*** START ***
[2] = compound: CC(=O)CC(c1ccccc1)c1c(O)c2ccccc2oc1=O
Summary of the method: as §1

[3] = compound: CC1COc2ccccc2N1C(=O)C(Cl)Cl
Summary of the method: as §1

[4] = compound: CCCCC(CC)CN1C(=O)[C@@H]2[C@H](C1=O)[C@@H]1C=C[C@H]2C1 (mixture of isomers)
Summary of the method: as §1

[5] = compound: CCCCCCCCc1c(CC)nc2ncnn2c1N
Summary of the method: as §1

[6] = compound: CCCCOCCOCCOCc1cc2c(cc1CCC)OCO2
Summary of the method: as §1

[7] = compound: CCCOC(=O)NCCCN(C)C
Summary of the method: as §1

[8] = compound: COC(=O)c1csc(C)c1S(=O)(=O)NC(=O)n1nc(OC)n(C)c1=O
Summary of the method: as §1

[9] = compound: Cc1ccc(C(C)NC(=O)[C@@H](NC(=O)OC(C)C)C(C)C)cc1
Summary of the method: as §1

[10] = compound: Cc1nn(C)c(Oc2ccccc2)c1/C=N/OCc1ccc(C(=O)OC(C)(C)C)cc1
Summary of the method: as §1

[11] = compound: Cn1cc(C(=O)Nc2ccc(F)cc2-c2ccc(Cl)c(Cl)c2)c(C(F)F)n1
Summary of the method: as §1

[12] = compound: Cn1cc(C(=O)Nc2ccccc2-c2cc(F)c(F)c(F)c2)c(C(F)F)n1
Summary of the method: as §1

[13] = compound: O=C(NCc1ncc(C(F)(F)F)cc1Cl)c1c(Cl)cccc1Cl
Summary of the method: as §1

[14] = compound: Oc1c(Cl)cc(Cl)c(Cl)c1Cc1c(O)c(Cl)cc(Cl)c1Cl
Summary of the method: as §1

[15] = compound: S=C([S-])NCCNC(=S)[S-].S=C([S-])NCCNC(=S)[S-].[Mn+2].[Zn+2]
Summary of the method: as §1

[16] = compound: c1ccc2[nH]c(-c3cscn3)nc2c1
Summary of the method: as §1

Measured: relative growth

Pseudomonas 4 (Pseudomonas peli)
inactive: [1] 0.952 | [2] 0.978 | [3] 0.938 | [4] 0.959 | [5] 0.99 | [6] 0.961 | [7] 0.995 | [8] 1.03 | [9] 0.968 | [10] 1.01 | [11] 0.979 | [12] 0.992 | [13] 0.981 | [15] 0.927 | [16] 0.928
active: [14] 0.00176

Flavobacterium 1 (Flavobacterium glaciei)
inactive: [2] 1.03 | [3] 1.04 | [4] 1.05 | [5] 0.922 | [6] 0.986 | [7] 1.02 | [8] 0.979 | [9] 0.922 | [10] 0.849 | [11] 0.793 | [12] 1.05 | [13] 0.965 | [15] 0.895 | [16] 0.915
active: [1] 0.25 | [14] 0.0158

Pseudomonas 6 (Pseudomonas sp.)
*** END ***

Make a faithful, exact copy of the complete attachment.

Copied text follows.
[2] = compound: CC(=O)CC(c1ccccc1)c1c(O)c2ccccc2oc1=O
Summary of the method: as §1

[3] = compound: CC1COc2ccccc2N1C(=O)C(Cl)Cl
Summary of the method: as §1

[4] = compound: CCCCC(CC)CN1C(=O)[C@@H]2[C@H](C1=O)[C@@H]1C=C[C@H]2C1 (mixture of isomers)
Summary of the method: as §1

[5] = compound: CCCCCCCCc1c(CC)nc2ncnn2c1N
Summary of the method: as §1

[6] = compound: CCCCOCCOCCOCc1cc2c(cc1CCC)OCO2
Summary of the method: as §1

[7] = compound: CCCOC(=O)NCCCN(C)C
Summary of the method: as §1

[8] = compound: COC(=O)c1csc(C)c1S(=O)(=O)NC(=O)n1nc(OC)n(C)c1=O
Summary of the method: as §1

[9] = compound: Cc1ccc(C(C)NC(=O)[C@@H](NC(=O)OC(C)C)C(C)C)cc1
Summary of the method: as §1

[10] = compound: Cc1nn(C)c(Oc2ccccc2)c1/C=N/OCc1ccc(C(=O)OC(C)(C)C)cc1
Summary of the method: as §1

[11] = compound: Cn1cc(C(=O)Nc2ccc(F)cc2-c2ccc(Cl)c(Cl)c2)c(C(F)F)n1
Summary of the method: as §1

[12] = compound: Cn1cc(C(=O)Nc2ccccc2-c2cc(F)c(F)c(F)c2)c(C(F)F)n1
Summary of the method: as §1

[13] = compound: O=C(NCc1ncc(C(F)(F)F)cc1Cl)c1c(Cl)cccc1Cl
Summary of the method: as §1

[14] = compound: Oc1c(Cl)cc(Cl)c(Cl)c1Cc1c(O)c(Cl)cc(Cl)c1Cl
Summary of the method: as §1

[15] = compound: S=C([S-])NCCNC(=S)[S-].S=C([S-])NCCNC(=S)[S-].[Mn+2].[Zn+2]
Summary of the method: as §1

[16] = compound: c1ccc2[nH]c(-c3cscn3)nc2c1
Summary of the method: as §1

Measured: relative growth

Pseudomonas 4 (Pseudomonas peli)
inactive: [1] 0.952 | [2] 0.978 | [3] 0.938 | [4] 0.959 | [5] 0.99 | [6] 0.961 | [7] 0.995 | [8] 1.03 | [9] 0.968 | [10] 1.01 | [11] 0.979 | [12] 0.992 | [13] 0.981 | [15] 0.927 | [16] 0.928
active: [14] 0.00176

Flavobacterium 1 (Flavobacterium glaciei)
inactive: [2] 1.03 | [3] 1.04 | [4] 1.05 | [5] 0.922 | [6] 0.986 | [7] 1.02 | [8] 0.979 | [9] 0.922 | [10] 0.849 | [11] 0.793 | [12] 1.05 | [13] 0.965 | [15] 0.895 | [16] 0.915
active: [1] 0.25 | [14] 0.0158

Pseudomonas 6 (Pseudomonas sp.)